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I had a massive git repo because of a huge number of commits, so following advice here I created a shallow clone. I've made changes to this new local repo, and now I want to push to my origin at Github (and then on to my staging and production remotes on Heroku). Perhaps one day I'll learn to read the documentation:

The git clone --depth command option says

--depth Create a shallow clone with a history truncated to the specified number of revisions. A shallow repository has a number of limitations (you cannot clone or fetch from it, nor push from nor into it)

So... how can I unpick myself from this situation and push my code to Github?

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What's the problem? What did you try? –  Samy Dindane Jul 7 '12 at 17:17
For future reference: git now supports pushing from shallow clones (since version 1.9). It will still fail when pushing to an outdated fork that's older than your history. –  nschum Jun 3 at 7:59
Good news, thanks. –  snowangel Jun 8 at 14:31

3 Answers 3

up vote 8 down vote accepted

I will not agree with the accepted answer for 2 reasons:

  1. There are many reasons to fail and forget a file
  2. You lose your commit messages and history

Here are my suggestions:

Graft point

You should have a $GIT_DIR/.git/shallow file with a graft point. If the history is simple enough, this graft point should allow you to push even though documentation says otherwise.


This allows you to keep commit history and etc:

git format-patch origin..master

Then clone the origin and reapply:

git clone origin_path
cp shallow_clone/*.patch deep_clone
cd deep_clone
git am *.patch

This time you can push !

git push
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+1 You are spot on regarding both the graft point as well as the excellent solution of using patches to preserve the commit history. –  Christopher Peisert Jul 8 '12 at 16:38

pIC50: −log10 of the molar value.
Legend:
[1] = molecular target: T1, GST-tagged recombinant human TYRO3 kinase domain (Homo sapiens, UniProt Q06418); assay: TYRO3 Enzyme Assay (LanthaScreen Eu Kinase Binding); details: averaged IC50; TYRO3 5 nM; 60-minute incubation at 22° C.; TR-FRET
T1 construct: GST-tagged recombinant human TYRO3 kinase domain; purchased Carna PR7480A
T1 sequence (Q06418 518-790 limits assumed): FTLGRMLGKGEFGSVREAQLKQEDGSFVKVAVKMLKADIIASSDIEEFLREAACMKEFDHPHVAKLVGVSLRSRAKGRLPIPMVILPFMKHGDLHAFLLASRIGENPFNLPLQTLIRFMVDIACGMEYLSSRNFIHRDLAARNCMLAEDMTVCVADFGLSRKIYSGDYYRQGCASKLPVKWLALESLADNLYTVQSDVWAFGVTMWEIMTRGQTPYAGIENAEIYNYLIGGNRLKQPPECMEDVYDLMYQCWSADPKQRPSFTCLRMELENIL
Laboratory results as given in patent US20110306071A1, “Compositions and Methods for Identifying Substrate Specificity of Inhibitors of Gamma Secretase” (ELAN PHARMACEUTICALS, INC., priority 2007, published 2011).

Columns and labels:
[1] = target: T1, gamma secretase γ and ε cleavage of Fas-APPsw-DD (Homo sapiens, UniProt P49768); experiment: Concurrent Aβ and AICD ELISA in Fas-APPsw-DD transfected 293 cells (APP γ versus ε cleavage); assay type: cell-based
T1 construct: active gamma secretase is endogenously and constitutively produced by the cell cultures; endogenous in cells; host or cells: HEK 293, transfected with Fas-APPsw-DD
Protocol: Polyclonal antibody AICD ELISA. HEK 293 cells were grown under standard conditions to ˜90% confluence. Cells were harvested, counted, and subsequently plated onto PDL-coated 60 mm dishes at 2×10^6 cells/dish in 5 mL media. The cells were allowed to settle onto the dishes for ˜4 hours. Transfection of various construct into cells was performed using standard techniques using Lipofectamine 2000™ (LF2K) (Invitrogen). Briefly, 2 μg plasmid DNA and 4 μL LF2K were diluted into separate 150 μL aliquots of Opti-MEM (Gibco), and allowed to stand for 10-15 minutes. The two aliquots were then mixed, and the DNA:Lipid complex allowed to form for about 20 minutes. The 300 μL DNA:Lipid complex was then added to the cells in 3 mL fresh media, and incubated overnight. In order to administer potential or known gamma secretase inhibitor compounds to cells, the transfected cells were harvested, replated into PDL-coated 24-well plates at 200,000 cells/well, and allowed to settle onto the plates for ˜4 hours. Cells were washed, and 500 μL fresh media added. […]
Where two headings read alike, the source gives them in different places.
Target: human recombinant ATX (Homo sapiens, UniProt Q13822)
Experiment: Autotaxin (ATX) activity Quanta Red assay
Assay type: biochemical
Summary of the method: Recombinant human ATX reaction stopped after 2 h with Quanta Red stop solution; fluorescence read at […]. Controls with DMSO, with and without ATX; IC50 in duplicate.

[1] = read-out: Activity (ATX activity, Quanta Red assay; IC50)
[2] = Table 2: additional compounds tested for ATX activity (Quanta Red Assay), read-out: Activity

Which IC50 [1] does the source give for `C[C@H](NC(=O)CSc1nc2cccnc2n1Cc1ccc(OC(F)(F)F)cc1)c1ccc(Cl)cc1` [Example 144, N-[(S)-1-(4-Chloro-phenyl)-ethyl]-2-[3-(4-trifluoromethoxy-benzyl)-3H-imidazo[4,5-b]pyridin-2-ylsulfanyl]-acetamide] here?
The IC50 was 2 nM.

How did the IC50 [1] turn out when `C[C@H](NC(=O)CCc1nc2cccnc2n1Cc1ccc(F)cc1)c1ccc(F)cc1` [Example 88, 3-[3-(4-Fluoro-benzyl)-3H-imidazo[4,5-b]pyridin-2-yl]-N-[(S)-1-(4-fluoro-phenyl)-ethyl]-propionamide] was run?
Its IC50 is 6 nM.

That is very lame though to copy paste my answer into yours –  Antoine Pelisse Jul 8 '12 at 18:13
I had the choice to either delete or edit my answer. In the spirit of providing a useful reference for the community, I chose to edit (see Peter Ajtai's meta answer here). –  Christopher Peisert Jul 8 '12 at 18:50
In my case, it gave the error "<some-file> does not exist in the index" –  Haroldo_OK Jan 2 at 0:12
I have also applied this solution to the angular-seed project -hosted in github- which was cloned using --depth=1. When trying to push to a different remote target repo, I got the error "! [remote rejected] master -> master (shallow update not allowed)". Using the target repo as origin worked just well. –  j4v1 Jan 23 at 5:11

If you are working in a shallow clone and the lack of history is causing a problem, you can fetch more history with the --depth option.

git fetch --depth=20

Where 20 is is the amount of commits to fetch. Increase it if that is not enough.

You can also use the --depth option with git pull.

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As VonC explained here, pushing from a shallow clone works in certain cases. If you cannot push from your shallow clone, then Antoine Pelisse's suggestion of creating a patch from the shallow clone and applying it to a regular clone of the repository is a good approach because it preserves the commit history from the shallow clone.

Create one file containing all the patches from the shallow clone

cd shallow_clone
git format-patch origin..master --stdout > patches.diff

Change to the regular clone, apply the patches, and push

cd regular_clone
git am < /path/to/patches.diff
git push origin master

[Edit: Updated to use Antoine Pelisse's solution of applying patches to preserve commit history.]

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Glorious. Thanks so much. –  snowangel Jul 7 '12 at 18:19
Actually, this is not a good solution: you'll lose all history you had in the shallow clone. It is only suitable for the most simple situation. You push just the files, not the commit descriptions, parent and merge information. Besides, the commit command misses -a option (can be done by another git add -u), so removed files are not picked up as well. –  fork0 Jul 8 '12 at 9:24
@fork0, Answer updated to use patches to preserve commit history. –  Christopher Peisert Jul 8 '12 at 16:30

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